At 8.2%, Unemployment in Brazil Hasn’t Been That Good in 5 Years

A job line in Brazil The job market in Brazil seems to be improving. Unemployment rate among the Economically Active Population (EAP) was 8.2% in the six major Brazilian metropolitan regions in November. The data were taken from the Monthly Employment Survey (PME) disclosed this Thursday, December 20, by the IBGE (Brazilian Institute of Geography and Statistics).

The number of unemployed persons was 1.922 million. According to the IBGE, this is the first time ever in the historical series of the survey (initiated in March 2002) that the number of unemployed persons was lower than 2 million workers, in a month of November.

Taking all months of the year into consideration, the number of unemployed persons is also below the 2-million mark in December 2005 and December 2006.

The rate recorded in November this year was the lowest since the beginning of the historical series, and translates into a 0.5% decrease compared with October.

The data disclosed by the IBGE show, on the other hand, that the total occupied personnel in the six metropolitan regions surveyed recorded no significant statistical variation in October, but grew 3.5% in comparison with November 2006. Unemployed population, though, decreased 5% as against October, and 12% compared with November last year.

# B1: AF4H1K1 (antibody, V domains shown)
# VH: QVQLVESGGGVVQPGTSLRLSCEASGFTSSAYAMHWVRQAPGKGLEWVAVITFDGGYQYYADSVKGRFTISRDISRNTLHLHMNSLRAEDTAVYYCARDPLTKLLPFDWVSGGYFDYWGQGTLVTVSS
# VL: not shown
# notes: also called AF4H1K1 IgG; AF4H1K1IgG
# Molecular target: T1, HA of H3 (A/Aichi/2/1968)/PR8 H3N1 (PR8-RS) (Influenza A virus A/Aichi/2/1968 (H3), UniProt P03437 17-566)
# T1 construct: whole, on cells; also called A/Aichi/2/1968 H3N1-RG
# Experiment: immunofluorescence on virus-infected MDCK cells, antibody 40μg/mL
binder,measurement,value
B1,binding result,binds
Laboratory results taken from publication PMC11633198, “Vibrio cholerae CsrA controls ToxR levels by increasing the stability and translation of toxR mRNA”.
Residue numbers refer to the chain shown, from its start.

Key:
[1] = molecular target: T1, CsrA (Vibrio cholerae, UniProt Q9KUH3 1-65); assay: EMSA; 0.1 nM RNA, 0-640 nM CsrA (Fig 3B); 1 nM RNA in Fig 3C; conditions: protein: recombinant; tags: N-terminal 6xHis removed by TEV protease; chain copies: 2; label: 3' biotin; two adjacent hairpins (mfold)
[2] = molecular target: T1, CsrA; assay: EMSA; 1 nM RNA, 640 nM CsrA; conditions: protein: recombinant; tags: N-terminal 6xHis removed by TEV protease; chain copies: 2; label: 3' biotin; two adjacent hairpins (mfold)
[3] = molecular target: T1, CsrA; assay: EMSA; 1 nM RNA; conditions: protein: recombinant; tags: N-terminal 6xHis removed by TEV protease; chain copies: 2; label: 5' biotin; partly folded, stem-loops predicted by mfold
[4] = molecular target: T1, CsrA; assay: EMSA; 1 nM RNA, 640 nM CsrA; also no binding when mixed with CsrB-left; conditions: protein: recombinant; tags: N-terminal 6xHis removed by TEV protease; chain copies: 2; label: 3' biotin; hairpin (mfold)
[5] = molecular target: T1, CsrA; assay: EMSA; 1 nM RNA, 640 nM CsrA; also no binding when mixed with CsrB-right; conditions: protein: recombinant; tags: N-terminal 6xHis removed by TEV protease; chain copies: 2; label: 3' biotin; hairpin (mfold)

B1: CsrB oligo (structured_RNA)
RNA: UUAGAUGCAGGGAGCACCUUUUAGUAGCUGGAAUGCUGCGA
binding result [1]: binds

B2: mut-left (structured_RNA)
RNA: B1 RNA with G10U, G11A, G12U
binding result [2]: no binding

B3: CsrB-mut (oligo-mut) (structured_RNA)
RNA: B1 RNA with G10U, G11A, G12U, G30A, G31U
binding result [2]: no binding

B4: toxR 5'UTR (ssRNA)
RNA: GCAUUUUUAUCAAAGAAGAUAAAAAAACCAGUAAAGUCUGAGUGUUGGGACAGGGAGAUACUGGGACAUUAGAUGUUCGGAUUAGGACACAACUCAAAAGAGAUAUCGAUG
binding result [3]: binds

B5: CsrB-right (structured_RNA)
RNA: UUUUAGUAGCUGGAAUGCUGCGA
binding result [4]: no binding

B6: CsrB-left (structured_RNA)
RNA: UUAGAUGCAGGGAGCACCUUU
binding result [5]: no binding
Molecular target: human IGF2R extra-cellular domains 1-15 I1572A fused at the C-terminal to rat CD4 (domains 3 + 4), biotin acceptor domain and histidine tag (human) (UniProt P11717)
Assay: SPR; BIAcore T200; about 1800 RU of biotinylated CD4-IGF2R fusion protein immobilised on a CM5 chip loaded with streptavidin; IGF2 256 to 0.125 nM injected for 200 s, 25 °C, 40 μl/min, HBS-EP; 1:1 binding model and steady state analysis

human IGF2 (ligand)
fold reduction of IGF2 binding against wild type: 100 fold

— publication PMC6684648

Another data in the survey regards real habitual average of employed persons, which was 1,143.60 reais (US$ 634.66), an expansion both by the monthly comparison (1.3%), and the annual one (2.4%).

Real household income per capita, at 733,90 reais (US$ 407.29), grew 2.8% in the month and 4.5% in the year. Average real income mass for employed persons total led 24.6 billion reais (US$ 13.6 billion), a growth of 1.9% for the month and 5.4% for the year.

In a month-to-month comparison per region, the IBGE survey shows stable unemployment rates in all metropolitan regions.

In a comparison with November 2006, decreases were recorded in the metropolitan regions of Recife, in Northeast Brazil (1.4 %); Belo Horizonte, in the Southeast (1.8 %); Rio de Janeiro, in the Southeast (0.8 %); São Paulo, also in the Southeast (1.5 %); and Porto Alegre, in the South (1.9 %). In the metropolitan region of Salvador, the situation remained stable.

ABr

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